Editor’s Pick

Theme of the Month – Informal Economy

This September, SPRF looks at informal labour, the sector that singlehandedly employs over 92% of the total Indian workforce. As the economy attempts to grow from the setbacks of the pandemic, we review the sector’s current status, drawbacks, and its intersections with gender.

We’ve curated our top favourites from SPRF’s research on informal labour.

From SPRF Research


“As a result [of the pandemic], economic activity suffered and unsurprisingly, India’s GDP growth reduced by 23.9% in the first quarter of FY 2020-21. This was a significant decline. However, when viewed in isolation, this conceals the plight of the informal economy […] estimates show that in low-income countries like India, depleted labour incomes caused by the lockdown could translate into more than 56% of informal workers and their families living in relative poverty.”


“The Street Vendors Act 2014 identifies urban street vendors as constituting up to 2.5% of a city’s population. With a daily turnover of INR 80 crore, street vendors contribute to about 14% of India’s non-agricultural urban informal employment sector. Amidst rapid urbanisation, despite being a critical part of India’s vast informal economy, the everyday struggle of street vendors has intensified over the years. In the absence of a national policy for street vendors and the fragmented and inadequate implementation of relevant legislations, some grave structural issues affecting street vendors have come to the fore.”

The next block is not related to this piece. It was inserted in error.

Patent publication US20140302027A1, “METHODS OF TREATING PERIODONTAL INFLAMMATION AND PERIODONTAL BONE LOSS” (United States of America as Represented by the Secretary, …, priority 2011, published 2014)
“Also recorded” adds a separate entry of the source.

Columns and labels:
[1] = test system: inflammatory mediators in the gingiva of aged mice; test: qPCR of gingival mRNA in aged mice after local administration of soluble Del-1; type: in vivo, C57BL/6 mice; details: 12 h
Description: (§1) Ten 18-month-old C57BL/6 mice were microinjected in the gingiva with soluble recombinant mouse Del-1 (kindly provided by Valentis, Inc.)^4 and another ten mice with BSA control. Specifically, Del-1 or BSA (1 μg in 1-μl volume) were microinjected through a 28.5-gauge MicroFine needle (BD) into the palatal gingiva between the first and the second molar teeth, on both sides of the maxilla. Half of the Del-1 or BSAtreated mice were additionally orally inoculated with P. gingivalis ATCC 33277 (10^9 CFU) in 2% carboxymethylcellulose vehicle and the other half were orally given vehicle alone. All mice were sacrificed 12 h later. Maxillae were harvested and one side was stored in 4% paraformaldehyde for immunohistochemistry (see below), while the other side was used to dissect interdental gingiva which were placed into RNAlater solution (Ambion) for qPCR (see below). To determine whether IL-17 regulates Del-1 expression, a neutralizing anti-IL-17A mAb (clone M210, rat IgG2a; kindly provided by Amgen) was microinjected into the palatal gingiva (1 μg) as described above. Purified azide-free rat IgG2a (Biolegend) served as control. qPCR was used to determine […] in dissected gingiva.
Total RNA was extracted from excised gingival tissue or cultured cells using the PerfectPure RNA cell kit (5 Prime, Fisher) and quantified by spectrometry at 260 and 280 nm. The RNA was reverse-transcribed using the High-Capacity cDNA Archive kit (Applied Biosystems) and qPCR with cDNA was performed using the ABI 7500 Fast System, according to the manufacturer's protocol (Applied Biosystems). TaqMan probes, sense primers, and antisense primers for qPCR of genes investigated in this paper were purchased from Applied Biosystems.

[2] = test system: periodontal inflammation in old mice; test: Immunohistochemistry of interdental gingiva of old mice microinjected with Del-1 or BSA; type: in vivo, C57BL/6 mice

“Initially, gig jobs offered food delivery workers decent salaries as part-time or full-time employees. However, this does not hold anymore. Companies employ platform economy workers on a hire-and-fire basis, with minimal or no social and health cover guarantees (Deloitte 2018). 2020 saw numerous strikes by gig economy workers employed across platforms like Uber, Ola, Swiggy, and Zomato (Ranipeta 2020). The workers demanded a revised payment structure and safety gear when stepping out for work during the pandemic (ibid). The lack of safety gear for the platform economy workers could be seen as a disregard for their rights to a safe life.”


“The spike in domestic workers is also amplified by economic processes such as industrialisation and urbanisation, which have led an increasing surplus of unskilled workers from rural agrarian economies to move to cities in search of better sources of income. While domestic work provides better opportunities and presumably a better quality of life to mostly unskilled rural women workers and the urban poor, its informal and highly deregulated nature creates conditions for poor work environment, low wages, routine harassment, and abuse.”


“Despite an improvement in women’s education and health outcomes, India’s formal and informal female labour force participation (FLFP) has declined in the last two decades. Since a large proportion of women are working in the informal sector, they are not covered under formal labour laws, which could include social security, healthcare, and minimum wage benefits. Thus, it is crucial for social security to be tied directly to workers and not indirectly through employers (Chapman et al. 2018: 4). Women, especially those that are migrants, must be provided with the infrastructure that makes them feel safe and secure.”

Curated by the SPRF Editorial Team.